An artist's touch earns recognition at U.S. Capitol

By Bill Althaus
The Examiner

Lily Letchworth grins at the memory of the first "piece of art" she created when she was a child.

Her mother was on the phone, visiting with a member of the PTA when young Lily decided to create something special.

"Let's see," said Letchworth, who is a winner of the 2021 Congressional Art Competition, where her oil painting of a Native American/modern day woman of Native American heritage will be displayed at the U.S. Capitol for a year, "my mom was on the phone, and she thought I was asleep."

Blue Springs High School art teacher Johnna Coleman, left, visits with senior Lily Letchworth, whose oil painting of a Native American woman and a modern-day woman of Native American heritage, will be placed on the walls of the United States Capitol, as it won the Congressional Art Competition from Rep. Emanuel's Cleaver's 5th District.

"I went into her craft room and found, oddly enough, a Blue Springs PTA flyer and I glued all kinds of shredded cutouts, ribbons and buttons on it. And she must have liked it, because she still has it in a scrapbook."

Today, her work is much more sophisticated, as the winning Congressional Art Competition portrait features an image of a Native American woman – one half from the 1800s and one half from modern times.

"I enjoy working with oil, although it takes quite a while to dry – but in some ways that is good because I can mix and blend the paint," Letchworth explained. "I started with the background, which turned out better than I expected. I put paint down with a palette knife and was disappointed because the background just turned muddy."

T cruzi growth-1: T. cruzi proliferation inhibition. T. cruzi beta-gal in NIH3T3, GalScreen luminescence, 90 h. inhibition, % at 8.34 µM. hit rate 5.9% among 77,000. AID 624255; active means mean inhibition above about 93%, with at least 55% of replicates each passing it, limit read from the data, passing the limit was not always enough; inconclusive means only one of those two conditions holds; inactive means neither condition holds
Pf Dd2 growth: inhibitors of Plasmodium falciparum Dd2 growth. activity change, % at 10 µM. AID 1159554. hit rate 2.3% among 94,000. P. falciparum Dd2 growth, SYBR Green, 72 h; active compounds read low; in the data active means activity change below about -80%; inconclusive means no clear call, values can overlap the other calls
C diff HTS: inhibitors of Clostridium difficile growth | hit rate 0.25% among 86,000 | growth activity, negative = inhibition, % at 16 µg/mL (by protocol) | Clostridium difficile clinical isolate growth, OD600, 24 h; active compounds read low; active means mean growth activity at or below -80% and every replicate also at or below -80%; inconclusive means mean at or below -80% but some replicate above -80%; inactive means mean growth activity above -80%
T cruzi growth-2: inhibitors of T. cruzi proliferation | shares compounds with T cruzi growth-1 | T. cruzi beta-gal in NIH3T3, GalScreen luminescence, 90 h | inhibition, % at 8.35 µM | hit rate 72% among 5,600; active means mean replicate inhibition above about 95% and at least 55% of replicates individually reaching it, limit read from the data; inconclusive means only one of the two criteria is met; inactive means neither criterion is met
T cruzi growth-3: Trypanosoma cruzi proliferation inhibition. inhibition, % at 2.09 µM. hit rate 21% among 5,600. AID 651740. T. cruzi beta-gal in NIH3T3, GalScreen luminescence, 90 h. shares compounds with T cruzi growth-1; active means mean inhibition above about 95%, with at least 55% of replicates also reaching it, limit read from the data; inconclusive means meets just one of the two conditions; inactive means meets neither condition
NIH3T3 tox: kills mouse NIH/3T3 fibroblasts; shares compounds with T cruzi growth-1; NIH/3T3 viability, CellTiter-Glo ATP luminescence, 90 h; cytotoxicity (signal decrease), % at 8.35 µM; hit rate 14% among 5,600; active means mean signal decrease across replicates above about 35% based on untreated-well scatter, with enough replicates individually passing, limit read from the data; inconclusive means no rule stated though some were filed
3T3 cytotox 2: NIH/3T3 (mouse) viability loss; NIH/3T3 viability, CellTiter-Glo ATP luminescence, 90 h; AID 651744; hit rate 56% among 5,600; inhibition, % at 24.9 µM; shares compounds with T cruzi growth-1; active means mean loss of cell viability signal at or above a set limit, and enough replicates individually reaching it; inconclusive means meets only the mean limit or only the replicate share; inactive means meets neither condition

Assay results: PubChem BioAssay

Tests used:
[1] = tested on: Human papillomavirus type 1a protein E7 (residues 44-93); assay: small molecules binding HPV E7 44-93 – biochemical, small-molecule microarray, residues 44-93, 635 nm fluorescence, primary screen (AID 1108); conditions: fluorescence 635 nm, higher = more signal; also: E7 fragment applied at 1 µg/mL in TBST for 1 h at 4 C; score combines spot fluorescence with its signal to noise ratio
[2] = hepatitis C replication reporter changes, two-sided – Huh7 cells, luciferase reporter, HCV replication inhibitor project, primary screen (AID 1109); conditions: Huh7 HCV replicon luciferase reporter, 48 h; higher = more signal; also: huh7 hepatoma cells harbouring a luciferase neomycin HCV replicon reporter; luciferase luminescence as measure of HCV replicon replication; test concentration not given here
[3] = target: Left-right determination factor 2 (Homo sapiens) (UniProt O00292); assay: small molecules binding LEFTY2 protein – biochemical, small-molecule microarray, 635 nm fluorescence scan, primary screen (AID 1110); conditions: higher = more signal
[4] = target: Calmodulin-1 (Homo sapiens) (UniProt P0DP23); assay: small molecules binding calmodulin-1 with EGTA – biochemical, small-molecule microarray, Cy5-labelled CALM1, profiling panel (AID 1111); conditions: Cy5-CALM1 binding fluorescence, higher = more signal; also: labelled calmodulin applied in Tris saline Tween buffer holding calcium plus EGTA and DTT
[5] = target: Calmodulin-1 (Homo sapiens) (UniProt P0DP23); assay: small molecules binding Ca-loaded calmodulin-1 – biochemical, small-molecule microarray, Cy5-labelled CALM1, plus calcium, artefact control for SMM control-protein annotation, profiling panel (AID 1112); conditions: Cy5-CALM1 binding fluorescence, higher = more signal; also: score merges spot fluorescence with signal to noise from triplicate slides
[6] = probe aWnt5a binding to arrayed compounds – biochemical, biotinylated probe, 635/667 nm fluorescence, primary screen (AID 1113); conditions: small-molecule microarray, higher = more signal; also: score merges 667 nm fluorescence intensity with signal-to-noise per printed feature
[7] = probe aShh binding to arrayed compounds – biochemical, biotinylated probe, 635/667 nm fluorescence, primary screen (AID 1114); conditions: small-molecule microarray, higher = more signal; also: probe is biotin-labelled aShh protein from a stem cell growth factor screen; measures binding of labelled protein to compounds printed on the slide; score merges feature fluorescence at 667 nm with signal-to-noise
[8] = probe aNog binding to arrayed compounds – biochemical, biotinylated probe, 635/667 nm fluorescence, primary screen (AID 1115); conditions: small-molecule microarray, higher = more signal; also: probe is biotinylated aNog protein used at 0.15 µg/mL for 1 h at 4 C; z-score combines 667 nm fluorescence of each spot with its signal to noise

"So I scraped it all off, and the paint that remained on the canvas was just what I was looking for."

The piece was selected by Blue Springs art teacher Johnna Coleman, who still remembers seeing Letchworth's first submitted piece of art from her freshman Drawing I class.

"She turned in a drawing from her Drawing I class and I knew she was going to be special," Coleman said. "You can look at her portraits, her backgrounds – everything she does it top notch, and it was difficult to select a piece for the contest. Her attention to detail is just amazing."

Letchworth, who is also one of the premier volleyball setters in the metro area, is going to Shippensburg University in Shippensburg, Pa., to play volleyball and major in art.

"I know that one day I'm going to be watching the Oscars or the Emmys and the set is going to be designed by Lily," Coleman said, within earshot of her student. "I just want an invitation."

Letchworth giggled and nodded in agreement.

Design is something that Letchworth is excited about in the future. But now,  portrait work is her forte.

Her portrait fit within the guidelines of the congressional competition. The art must be:

• Two-dimensional.

• No larger than 26 inches wide by 26 inches tall by 4 inches thick including frame.

• Not weigh more than 15 pounds.

• It may be paintings, prints, drawings, photographs, collages, and computer art. (Painting media include acrylic, oil and water color.)

• Original in concept, design, and execution and may not violate any U.S. copyright law.

"I did not paint this piece for a competition. It was part of a series we did on American culture, and it really turned out well, I'm proud of it" said Letchworth, who titled the piece "Going Back to Tradition."

Blue Springs High School senior Lily Letchworth with her oil painting of a Native American woman and a modern-day woman of Native American heritage. She plans to go to college this fall on a volleyball scholarship and study art.

She will receive two round-trip tickets to Washington and be there when her art is placed on a wall in the Capitol.

"No time has been set, so I am not sure when I am going," Letchworth said, "but I may not need to fly if the ceremony is after I leave for college, because Shippensburg is just about an hour outside of Washington."

She paused for a moment, glanced at her painting, and others she had displayed in Coleman's classroom and simply said, "This is just so unbelievable. I owe Mrs. Coleman so much, because she has inspired me for four years."

"I can't even imagine how proud I am going to feel when they display my painting. I know I will feel proud, very proud."